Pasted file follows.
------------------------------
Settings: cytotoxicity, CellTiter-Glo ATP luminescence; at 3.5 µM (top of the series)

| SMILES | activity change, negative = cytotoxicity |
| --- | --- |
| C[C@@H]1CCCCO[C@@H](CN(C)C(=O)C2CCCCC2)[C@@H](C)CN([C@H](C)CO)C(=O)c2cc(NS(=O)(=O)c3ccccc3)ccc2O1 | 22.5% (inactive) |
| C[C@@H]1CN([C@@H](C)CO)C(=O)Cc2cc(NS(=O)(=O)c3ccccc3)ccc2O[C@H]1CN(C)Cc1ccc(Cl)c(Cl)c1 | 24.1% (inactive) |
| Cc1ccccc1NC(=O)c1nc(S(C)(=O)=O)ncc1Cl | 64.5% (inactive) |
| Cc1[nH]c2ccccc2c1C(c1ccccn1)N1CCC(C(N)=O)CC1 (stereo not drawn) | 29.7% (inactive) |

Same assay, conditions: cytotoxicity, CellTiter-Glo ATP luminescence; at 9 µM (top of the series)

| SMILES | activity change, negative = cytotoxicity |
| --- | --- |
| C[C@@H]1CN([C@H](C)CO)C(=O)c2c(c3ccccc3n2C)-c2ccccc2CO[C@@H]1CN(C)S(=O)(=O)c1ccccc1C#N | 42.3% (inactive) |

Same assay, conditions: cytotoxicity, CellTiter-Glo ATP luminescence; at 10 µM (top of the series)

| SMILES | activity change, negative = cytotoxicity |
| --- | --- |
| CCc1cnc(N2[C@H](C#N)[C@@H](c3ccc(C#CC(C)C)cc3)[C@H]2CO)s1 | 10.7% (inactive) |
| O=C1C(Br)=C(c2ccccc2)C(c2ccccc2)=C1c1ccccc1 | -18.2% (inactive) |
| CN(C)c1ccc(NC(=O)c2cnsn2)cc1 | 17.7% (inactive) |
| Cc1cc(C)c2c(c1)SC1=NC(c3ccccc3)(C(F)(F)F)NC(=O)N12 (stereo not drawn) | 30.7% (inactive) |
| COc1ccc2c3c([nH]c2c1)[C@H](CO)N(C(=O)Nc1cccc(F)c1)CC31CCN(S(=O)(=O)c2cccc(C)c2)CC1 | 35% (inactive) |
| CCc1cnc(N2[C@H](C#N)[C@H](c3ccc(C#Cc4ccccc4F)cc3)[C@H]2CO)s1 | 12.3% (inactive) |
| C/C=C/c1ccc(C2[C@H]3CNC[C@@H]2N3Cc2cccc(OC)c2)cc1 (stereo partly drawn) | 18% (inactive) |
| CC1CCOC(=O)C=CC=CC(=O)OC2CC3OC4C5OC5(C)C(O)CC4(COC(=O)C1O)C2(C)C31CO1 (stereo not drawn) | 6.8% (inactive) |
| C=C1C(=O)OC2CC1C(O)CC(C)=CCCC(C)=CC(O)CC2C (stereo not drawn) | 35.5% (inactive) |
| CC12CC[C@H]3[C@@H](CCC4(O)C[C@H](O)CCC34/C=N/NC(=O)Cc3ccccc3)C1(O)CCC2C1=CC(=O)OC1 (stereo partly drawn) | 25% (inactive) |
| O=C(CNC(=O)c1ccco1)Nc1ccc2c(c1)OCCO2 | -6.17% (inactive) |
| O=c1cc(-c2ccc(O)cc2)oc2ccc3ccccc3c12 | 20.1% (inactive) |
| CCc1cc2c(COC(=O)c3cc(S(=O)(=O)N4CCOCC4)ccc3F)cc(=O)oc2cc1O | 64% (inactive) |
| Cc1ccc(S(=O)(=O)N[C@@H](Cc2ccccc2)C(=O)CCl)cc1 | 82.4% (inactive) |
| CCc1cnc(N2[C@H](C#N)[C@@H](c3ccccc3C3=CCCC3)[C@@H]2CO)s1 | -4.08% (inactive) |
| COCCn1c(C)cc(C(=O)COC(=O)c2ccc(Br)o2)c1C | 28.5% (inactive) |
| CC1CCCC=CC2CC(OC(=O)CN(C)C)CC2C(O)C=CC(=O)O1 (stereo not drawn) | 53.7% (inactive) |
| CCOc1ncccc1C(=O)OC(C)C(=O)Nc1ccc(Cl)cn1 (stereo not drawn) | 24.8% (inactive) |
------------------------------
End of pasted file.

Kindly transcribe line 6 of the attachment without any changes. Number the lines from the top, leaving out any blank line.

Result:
| Cc1ccccc1NC(=O)c1nc(S(C)(=O)=O)ncc1Cl | 64.5% (inactive) |